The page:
WWN’s Guide To Pretending You Like American Football
WITH the NFL Superbowl (The most important of all American bowls) airing this coming Sunday. WWN presents a guide to pretending you like American football, despite having never expressed an interest in it to anybody at anytime.
Using our 5-step guide, you will be able to oar your way into any conversation about American Football, or even start one of your own, thus making sure not to miss out on any attention that may be available in your school or workplace.
1) The Rules Of the Game
It is important to remember that nobody in Ireland truly understands what the fuck is going on during a game of American Football. As long as you have the general idea as to what is happening, you should be able to bluff your way around the rest. The basic aim of the game it to move a ball from your end of the field to the opponents end, resulting in points for a “Touchdown”. Scoring more points that the opposing team wins the game! You would be forgiven for thinking that a sport which appears to be so needlessly complicated and require so much commentary and statistical analysis would compromise of more than the throwing and catching of a ball, but no; that’s about it.
2) Which Team To Support
While watching the Superbowl, you will be required to chose a team to cheer for, as watching a sport just for the entertainment of it is forbidden by international law. This years teams are the Carolina Panthers and the Denver Broncos. As this is the first time you have heard of these teams and as such have absolutely no reason to cheer for one over the other, your best course of action would be to gauge who is the most popular team according to those around you. Whoever has the most fans, are obviously the best team! Support those guys, otherwise you risk looking like a total loser for not going along with the crowd.
3) What to shout, and when.
In a similar fashion to the other sports you pretend to like to make up for a lack of personality, American Football requires you to occasionally make a passionate outcry of joy/ disgust as your team does good/ bad. This does not require the intricate knowledge of the sport that you might think; in fact, you can limit your outbursts to “What a play!!” for when your team keeps the ball, and “What an interception!!” for when they lose the ball. Should something occur involving a team player (whose name you obviously don’t know), just pretend to glance away from the screen for long enough for the instant replay to show the players name, at which point you simply repat it out and add an expression of praise or disgust. Examples; “Come on Amendola, seriously? Get it together!”.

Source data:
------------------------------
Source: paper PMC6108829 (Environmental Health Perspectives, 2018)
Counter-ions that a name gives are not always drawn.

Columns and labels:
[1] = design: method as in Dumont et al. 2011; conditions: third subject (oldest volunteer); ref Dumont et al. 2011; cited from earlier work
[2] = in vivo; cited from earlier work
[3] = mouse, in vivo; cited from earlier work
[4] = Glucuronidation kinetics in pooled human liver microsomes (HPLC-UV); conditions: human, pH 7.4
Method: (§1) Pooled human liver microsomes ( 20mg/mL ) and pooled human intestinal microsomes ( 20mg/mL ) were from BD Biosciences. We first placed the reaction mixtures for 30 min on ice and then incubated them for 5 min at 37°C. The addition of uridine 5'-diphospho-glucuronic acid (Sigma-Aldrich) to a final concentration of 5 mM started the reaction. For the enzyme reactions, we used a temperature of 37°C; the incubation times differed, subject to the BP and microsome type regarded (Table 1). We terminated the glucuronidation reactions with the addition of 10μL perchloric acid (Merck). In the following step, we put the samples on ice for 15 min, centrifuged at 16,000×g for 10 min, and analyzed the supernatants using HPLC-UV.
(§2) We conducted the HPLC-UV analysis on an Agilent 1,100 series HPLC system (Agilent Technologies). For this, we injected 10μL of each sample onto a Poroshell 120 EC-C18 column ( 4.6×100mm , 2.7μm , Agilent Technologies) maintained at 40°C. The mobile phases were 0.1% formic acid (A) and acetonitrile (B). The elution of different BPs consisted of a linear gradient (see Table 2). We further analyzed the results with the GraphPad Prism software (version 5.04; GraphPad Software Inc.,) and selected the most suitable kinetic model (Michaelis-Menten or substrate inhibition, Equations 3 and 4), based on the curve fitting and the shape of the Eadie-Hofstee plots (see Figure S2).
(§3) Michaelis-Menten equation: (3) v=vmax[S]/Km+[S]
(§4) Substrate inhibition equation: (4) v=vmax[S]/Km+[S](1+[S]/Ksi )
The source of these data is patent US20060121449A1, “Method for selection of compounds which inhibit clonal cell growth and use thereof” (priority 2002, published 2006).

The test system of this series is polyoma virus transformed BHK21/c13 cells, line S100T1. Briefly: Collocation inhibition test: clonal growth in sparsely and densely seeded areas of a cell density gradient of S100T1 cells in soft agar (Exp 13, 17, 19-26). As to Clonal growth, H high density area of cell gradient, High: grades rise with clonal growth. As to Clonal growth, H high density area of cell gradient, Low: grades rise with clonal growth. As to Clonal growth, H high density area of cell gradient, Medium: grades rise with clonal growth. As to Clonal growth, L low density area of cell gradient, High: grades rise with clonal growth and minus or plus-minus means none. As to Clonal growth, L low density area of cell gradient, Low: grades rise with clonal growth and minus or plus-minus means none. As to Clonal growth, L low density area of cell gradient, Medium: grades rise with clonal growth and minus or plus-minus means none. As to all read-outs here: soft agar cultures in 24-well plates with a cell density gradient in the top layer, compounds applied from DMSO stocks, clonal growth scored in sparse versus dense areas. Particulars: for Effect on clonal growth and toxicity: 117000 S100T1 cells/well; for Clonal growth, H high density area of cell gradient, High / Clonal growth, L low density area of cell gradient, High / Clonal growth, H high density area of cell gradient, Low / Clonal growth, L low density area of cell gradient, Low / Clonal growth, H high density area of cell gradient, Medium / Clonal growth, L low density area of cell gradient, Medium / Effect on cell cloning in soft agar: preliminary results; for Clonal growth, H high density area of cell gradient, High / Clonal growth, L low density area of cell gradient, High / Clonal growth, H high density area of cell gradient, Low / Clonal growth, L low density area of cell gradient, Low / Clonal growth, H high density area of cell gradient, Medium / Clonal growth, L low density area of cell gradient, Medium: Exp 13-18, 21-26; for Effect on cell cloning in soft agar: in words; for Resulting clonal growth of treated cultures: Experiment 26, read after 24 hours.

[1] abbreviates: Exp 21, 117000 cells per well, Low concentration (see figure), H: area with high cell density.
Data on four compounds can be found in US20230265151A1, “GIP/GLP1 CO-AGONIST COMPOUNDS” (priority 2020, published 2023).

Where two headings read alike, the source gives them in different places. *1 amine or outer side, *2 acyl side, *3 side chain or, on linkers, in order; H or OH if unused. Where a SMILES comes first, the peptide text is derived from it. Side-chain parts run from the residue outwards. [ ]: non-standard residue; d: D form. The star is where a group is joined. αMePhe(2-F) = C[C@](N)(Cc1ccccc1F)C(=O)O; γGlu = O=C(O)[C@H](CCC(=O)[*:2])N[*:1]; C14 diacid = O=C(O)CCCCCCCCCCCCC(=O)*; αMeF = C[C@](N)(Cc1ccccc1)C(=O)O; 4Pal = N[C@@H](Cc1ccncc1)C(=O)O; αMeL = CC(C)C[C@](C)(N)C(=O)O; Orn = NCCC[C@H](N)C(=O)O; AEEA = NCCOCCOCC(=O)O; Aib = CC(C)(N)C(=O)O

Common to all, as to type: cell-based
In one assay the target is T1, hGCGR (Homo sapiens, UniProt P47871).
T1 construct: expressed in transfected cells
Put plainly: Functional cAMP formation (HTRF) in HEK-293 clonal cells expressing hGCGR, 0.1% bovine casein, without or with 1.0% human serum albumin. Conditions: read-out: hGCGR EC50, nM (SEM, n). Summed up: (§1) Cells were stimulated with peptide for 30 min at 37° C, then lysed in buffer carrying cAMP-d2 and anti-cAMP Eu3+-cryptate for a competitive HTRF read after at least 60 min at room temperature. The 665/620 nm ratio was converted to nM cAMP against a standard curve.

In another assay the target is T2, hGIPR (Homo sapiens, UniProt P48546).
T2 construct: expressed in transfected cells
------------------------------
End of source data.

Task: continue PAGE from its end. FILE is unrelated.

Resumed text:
4) Do not appear too excited by the half time show
By far the best part of the Superbowl is the elaborate half-time show, which features performances by people you have actually heard of. It is important to not appear excited to see Beyonce appear onstage during halftime, and instead remain distant to the whole thing while remarking that “this kind of thing is really ruining the game”. Many movie companies use the Superbowl to advertise their latest summer blockbusters, and it is vital to not look these up on your phone while the game is on. If you must see the new trailer for Captain America, excuse yourself to the bathroom and watch it on the toilet.
5) Be hugely emotional, no matter what
In order to successfully convince people that you actually give a shit about American football, be sure to get really worked up at everything. If your team is doing well, act like you’re terrified beyond belief that they might lose their lead. If they’re losing, appear frustrated and angry, perhaps yelling “Why, WHY?!?” as each minute ticks on without them closing the gap. The most important thing to remember while watching American Football in Ireland is that everyone around you is in the same boat as you; they too are unlikely to give a shit one way or another, and are only attending a Superbowl event because they heard it was a late bar or they have fuck all else to do with their lives. Enjoy the night, and get ready to repeat the skills you’ve learned here when the Six Nations kicks off and you pretend you’re a massive rugby fan for a few months.